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Explain call() and apply() methods in JavaScript

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  • Last Updated : 28 Mar, 2022
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Call() Method: The call method is basically used to invoke the function with different this object. In JavaScript, this refers to an object. It depends on how we are calling a particular function. In the global scope, this refers to the global object window. Inside function also this refers to the global object window.

In strict mode, when we use any function then this refers to undefined. In functions like call, this could refer to a different object. With the help of the call method, we can invoke a particular function with different objects.

Syntax:

object.objectMethod.call( objectInstance, arguments )

Parameters: It takes two parameters:

  • ObjectInstance: It is an object which we want to use explicitly
  • Arguments: It is arguments that we want to pass to the calling function

Example 1:

Javascript




<script>
    const obj = {
        firstName: "First_name",
        lastName: "Last_name",
        printName: function () {
            console.log(this.firstName 
                + " " + this.lastName);
        }
    };
    obj.printName();
</script>


Output:

First_name Last_name

It’s obvious since we are calling the printName( ) function with the object obj so this should refer to object obj. And inside object obj we have firstName = “First_name” and lastName = “Last_name” so output is “First_name Last_name”.

Example 2: As we know, we can make invoke a particular function with different objects. So we can invoke a function the printName with different objects also.

Javascript




<script>
    const obj1 = {
        firstName: "First_name",
        lastName: "Last_name"
    };
    const obj2 = {
        firstName: "Sachin",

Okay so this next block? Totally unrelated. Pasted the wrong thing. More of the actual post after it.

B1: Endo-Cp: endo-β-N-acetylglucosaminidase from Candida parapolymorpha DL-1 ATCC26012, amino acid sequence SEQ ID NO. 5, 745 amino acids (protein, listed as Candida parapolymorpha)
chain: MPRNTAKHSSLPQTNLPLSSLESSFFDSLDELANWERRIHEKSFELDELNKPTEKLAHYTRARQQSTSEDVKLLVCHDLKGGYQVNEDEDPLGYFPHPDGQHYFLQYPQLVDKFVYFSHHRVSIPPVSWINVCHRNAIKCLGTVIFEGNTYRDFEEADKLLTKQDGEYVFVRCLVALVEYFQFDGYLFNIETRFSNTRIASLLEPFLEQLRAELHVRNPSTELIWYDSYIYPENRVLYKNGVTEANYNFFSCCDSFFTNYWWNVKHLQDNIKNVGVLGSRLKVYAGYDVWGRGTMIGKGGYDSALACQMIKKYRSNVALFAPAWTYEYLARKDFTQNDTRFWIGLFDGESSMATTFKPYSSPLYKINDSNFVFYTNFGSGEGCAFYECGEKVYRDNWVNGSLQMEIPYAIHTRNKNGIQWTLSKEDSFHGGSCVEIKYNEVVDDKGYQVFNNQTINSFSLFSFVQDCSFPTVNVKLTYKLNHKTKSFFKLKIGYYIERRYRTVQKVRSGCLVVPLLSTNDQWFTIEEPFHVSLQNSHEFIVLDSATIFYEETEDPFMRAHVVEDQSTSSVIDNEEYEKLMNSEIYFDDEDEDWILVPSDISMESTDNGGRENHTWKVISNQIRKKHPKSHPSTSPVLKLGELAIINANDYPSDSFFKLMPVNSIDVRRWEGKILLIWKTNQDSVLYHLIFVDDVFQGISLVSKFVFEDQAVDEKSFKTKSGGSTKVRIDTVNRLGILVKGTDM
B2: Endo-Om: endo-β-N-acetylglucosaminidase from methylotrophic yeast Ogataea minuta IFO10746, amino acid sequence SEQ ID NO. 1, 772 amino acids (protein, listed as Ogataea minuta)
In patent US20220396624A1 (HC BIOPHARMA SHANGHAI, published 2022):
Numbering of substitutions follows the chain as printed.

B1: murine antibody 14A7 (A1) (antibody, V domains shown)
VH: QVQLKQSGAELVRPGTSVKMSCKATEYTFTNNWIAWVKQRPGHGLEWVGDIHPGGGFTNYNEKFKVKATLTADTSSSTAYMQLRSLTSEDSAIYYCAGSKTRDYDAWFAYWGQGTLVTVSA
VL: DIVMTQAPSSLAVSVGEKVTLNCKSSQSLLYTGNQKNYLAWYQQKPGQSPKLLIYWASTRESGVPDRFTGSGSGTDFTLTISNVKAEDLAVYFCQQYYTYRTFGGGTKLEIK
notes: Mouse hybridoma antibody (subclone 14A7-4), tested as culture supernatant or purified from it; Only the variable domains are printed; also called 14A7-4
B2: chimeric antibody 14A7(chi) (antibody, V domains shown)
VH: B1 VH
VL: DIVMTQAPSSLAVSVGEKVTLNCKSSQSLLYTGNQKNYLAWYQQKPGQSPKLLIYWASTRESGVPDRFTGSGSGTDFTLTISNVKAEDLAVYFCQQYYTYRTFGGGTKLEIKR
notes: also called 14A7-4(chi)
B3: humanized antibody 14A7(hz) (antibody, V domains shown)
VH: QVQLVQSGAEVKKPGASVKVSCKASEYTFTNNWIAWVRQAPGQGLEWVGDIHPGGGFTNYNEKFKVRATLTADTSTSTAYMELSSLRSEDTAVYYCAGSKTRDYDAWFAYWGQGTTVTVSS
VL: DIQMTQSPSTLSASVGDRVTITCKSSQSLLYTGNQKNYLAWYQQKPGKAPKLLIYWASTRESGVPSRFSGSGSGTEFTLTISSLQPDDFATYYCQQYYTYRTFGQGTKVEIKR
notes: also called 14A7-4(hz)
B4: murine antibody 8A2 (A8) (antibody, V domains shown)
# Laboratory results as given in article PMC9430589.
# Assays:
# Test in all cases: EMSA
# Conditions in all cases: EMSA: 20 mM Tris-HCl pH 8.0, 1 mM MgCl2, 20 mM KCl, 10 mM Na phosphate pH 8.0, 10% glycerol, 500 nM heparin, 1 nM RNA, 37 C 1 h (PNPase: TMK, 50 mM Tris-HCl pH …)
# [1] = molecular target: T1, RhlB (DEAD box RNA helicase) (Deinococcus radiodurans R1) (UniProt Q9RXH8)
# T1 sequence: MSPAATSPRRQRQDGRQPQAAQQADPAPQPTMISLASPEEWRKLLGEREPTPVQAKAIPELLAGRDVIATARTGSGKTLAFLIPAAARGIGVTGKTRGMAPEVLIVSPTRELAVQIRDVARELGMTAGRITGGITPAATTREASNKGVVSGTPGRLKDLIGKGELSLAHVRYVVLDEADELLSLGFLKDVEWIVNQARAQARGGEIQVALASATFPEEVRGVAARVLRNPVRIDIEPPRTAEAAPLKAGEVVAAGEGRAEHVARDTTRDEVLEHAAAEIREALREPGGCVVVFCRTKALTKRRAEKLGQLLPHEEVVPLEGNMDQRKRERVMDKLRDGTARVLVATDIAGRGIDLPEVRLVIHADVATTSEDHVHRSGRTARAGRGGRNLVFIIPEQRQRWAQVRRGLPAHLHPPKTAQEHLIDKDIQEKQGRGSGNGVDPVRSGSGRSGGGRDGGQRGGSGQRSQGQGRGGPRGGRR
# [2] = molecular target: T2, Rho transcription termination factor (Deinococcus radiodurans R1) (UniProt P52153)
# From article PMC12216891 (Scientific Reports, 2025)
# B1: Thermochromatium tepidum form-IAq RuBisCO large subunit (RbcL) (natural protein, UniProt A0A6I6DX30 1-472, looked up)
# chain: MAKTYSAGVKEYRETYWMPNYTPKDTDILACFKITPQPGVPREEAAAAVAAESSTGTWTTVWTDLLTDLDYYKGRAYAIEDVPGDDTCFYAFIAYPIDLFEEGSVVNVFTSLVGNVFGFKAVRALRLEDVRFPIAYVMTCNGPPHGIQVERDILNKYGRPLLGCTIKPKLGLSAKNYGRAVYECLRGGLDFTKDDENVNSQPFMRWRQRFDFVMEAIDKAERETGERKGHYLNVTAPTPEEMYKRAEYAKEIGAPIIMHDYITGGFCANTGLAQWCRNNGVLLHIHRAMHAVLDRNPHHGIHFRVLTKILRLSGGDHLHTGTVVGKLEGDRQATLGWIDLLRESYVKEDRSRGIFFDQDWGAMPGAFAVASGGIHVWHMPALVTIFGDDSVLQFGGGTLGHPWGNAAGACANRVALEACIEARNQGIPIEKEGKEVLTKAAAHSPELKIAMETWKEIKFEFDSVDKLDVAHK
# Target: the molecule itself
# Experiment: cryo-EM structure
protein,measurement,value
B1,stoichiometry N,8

lastName: "Tendulkar"
    };
    function printName() {
        console.log(this.firstName + " " + this.lastName);
    }
    printName.call(obj2);
  
</script>


Output:

Sachin Tendulkar

In this case, we are using the call method to invoke the function with the object obj2. So in this case this would be referring to object obj2. Because this depends upon how we are actually invoking the function. In this case, this will not refer to the global object window but refer to object obj2.

Passing parameter with the call method: We can also pass the parameter to the call function.

Example 3:

Javascript




<script>
    const obj1 = {
        firstName: "First_name",
        lastName: "Last_name"
    };
    const obj2 = {
        firstName: "Sachin",
        lastName: "Tendulkar"
    };
    function printName(profession, country) {
        console.log(this.firstName + " " 
            + this.lastName + " " +
            profession + " " + country);
    }
    printName.call(obj2, "Cricketer", "India");
</script>


Output:

Sachin Tendulkar Cricketer India

When we pass parameters using the call method then we pass parameters separated by commas( , ).

Apply() method: Just like the call method we can also bind the function to any object. Using apply( ) method also we can invoke a given function with different objects.

Syntax:

object.objectMethod.apply(objectInstance, arrayOfArguments)

Parameters: It takes two parameters:

  • ObjectInstance: It is an object which we want to use explicitly
  • Arguments: It is arguments that we want to pass to the calling function

Javascript




<script>
    const obj1 = {
        firstName: "First_name",
        lastName: "Last_name"
    };
    const obj2 = {
        firstName: "Sachin",
        lastName: "Tendulkar"
    };
    function printName() {
        console.log(this.firstName + " " + this.lastName);
    }
    printName.apply(obj2);
</script>


Output:

Sachin Tendulkar

Passing parameter with the apply method: We can also pass parameters with apply function.

Javascript




<script>
    const obj1 = {
        firstName: "First_name",
        lastName: "Last_name"
    };
    const obj2 = {
        firstName: "Sachin",
        lastName: "Tendulkar"
    };
    function printName(profession, country) {
        console.log(this.firstName + " "
            + this.lastName + " " +
            profession + " " + country);
    }
    printName.apply(obj2, ["Cricketer", "India"]);
</script>


Output:

Sachin Tendulkar Cricketer India

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